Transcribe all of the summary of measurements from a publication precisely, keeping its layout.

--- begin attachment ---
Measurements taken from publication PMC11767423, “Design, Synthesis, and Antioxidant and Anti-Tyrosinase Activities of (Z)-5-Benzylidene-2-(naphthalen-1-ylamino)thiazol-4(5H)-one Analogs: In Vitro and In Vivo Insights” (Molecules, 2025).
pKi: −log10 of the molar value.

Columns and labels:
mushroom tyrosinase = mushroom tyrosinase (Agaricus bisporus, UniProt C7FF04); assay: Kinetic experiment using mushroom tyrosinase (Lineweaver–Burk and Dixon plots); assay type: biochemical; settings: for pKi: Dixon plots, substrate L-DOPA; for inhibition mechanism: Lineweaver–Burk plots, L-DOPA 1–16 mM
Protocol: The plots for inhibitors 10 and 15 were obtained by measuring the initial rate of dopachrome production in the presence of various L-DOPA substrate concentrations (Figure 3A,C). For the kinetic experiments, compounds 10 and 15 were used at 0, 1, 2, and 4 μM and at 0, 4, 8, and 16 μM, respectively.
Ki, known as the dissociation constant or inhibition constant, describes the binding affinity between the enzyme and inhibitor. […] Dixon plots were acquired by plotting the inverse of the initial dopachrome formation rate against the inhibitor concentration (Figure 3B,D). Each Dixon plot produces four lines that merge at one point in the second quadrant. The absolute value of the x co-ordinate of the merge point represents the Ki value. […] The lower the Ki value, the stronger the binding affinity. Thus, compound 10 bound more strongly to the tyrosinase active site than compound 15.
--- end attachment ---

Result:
Measurements taken from publication PMC11767423, “Design, Synthesis, and Antioxidant and Anti-Tyrosinase Activities of (Z)-5-Benzylidene-2-(naphthalen-1-ylamino)thiazol-4(5H)-one Analogs: In Vitro and In Vivo Insights” (Molecules, 2025).
pKi: −log10 of the molar value.

Columns and labels:
mushroom tyrosinase = mushroom tyrosinase (Agaricus bisporus, UniProt C7FF04); assay: Kinetic experiment using mushroom tyrosinase (Lineweaver–Burk and Dixon plots); assay type: biochemical; settings: for pKi: Dixon plots, substrate L-DOPA; for inhibition mechanism: Lineweaver–Burk plots, L-DOPA 1–16 mM
Protocol: The plots for inhibitors 10 and 15 were obtained by measuring the initial rate of dopachrome production in the presence of various L-DOPA substrate concentrations (Figure 3A,C). For the kinetic experiments, compounds 10 and 15 were used at 0, 1, 2, and 4 μM and at 0, 4, 8, and 16 μM, respectively.
Ki, known as the dissociation constant or inhibition constant, describes the binding affinity between the enzyme and inhibitor. […] Dixon plots were acquired by plotting the inverse of the initial dopachrome formation rate against the inhibitor concentration (Figure 3B,D). Each Dixon plot produces four lines that merge at one point in the second quadrant. The absolute value of the x co-ordinate of the merge point represents the Ki value. […] The lower the Ki value, the stronger the binding affinity. Thus, compound 10 bound more strongly to the tyrosinase active site than compound 15.